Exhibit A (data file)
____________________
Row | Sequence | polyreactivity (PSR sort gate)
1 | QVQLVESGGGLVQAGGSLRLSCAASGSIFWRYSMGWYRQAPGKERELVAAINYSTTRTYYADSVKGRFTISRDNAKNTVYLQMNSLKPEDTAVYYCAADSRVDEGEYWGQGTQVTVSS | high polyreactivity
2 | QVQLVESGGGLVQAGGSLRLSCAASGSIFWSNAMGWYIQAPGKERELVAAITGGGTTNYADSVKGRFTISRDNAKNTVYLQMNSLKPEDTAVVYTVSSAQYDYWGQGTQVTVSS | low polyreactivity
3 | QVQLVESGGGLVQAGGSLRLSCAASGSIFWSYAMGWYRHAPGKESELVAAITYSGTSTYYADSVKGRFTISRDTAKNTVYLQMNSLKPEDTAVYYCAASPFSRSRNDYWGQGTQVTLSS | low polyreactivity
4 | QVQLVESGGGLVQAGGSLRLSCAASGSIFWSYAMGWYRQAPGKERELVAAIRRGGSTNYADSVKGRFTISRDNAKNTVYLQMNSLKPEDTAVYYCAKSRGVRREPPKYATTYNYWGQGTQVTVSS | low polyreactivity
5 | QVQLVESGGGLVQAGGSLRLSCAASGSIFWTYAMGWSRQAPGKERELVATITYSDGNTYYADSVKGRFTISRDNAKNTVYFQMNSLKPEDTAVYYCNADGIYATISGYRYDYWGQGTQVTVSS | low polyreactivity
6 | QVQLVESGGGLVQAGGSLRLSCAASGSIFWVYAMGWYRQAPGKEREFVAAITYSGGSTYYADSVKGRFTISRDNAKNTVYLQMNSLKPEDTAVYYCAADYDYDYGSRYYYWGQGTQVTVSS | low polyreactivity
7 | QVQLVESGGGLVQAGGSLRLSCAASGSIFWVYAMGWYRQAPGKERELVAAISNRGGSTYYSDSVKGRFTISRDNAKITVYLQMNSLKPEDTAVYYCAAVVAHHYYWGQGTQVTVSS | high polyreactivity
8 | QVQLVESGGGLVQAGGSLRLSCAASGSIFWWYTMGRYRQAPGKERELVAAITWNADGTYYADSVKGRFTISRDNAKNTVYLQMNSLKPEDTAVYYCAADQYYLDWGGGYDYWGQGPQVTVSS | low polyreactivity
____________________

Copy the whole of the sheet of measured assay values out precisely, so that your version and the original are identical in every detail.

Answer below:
Row | Sequence | polyreactivity (PSR sort gate)
1 | QVQLVESGGGLVQAGGSLRLSCAASGSIFWRYSMGWYRQAPGKERELVAAINYSTTRTYYADSVKGRFTISRDNAKNTVYLQMNSLKPEDTAVYYCAADSRVDEGEYWGQGTQVTVSS | high polyreactivity
2 | QVQLVESGGGLVQAGGSLRLSCAASGSIFWSNAMGWYIQAPGKERELVAAITGGGTTNYADSVKGRFTISRDNAKNTVYLQMNSLKPEDTAVVYTVSSAQYDYWGQGTQVTVSS | low polyreactivity
3 | QVQLVESGGGLVQAGGSLRLSCAASGSIFWSYAMGWYRHAPGKESELVAAITYSGTSTYYADSVKGRFTISRDTAKNTVYLQMNSLKPEDTAVYYCAASPFSRSRNDYWGQGTQVTLSS | low polyreactivity
4 | QVQLVESGGGLVQAGGSLRLSCAASGSIFWSYAMGWYRQAPGKERELVAAIRRGGSTNYADSVKGRFTISRDNAKNTVYLQMNSLKPEDTAVYYCAKSRGVRREPPKYATTYNYWGQGTQVTVSS | low polyreactivity
5 | QVQLVESGGGLVQAGGSLRLSCAASGSIFWTYAMGWSRQAPGKERELVATITYSDGNTYYADSVKGRFTISRDNAKNTVYFQMNSLKPEDTAVYYCNADGIYATISGYRYDYWGQGTQVTVSS | low polyreactivity
6 | QVQLVESGGGLVQAGGSLRLSCAASGSIFWVYAMGWYRQAPGKEREFVAAITYSGGSTYYADSVKGRFTISRDNAKNTVYLQMNSLKPEDTAVYYCAADYDYDYGSRYYYWGQGTQVTVSS | low polyreactivity
7 | QVQLVESGGGLVQAGGSLRLSCAASGSIFWVYAMGWYRQAPGKERELVAAISNRGGSTYYSDSVKGRFTISRDNAKITVYLQMNSLKPEDTAVYYCAAVVAHHYYWGQGTQVTVSS | high polyreactivity
8 | QVQLVESGGGLVQAGGSLRLSCAASGSIFWWYTMGRYRQAPGKERELVAAITWNADGTYYADSVKGRFTISRDNAKNTVYLQMNSLKPEDTAVYYCAADQYYLDWGGGYDYWGQGPQVTVSS | low polyreactivity